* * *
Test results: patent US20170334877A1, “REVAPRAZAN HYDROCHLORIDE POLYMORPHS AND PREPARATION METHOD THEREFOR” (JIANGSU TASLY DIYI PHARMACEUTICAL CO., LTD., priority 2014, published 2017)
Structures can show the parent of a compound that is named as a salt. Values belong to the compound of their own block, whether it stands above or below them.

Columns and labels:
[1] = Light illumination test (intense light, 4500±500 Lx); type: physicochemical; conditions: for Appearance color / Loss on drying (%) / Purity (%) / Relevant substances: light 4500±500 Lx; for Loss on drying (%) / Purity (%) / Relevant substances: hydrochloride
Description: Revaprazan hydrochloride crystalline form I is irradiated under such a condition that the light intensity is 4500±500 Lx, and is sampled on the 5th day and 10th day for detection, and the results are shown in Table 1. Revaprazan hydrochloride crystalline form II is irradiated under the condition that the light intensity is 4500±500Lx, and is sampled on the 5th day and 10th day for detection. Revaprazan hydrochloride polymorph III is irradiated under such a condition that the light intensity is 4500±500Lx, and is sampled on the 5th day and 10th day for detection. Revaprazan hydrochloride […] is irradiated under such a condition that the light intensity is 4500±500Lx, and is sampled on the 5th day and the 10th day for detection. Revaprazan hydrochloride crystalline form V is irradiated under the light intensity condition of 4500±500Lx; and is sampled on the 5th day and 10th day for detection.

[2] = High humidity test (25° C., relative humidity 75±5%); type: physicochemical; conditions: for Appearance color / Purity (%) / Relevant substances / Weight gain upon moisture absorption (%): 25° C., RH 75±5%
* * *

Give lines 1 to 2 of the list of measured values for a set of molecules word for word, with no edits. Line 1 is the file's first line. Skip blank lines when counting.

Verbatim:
Test results: patent US20170334877A1, “REVAPRAZAN HYDROCHLORIDE POLYMORPHS AND PREPARATION METHOD THEREFOR” (JIANGSU TASLY DIYI PHARMACEUTICAL CO., LTD., priority 2014, published 2017)
Structures can show the parent of a compound that is named as a salt. Values belong to the compound of their own block, whether it stands above or below them.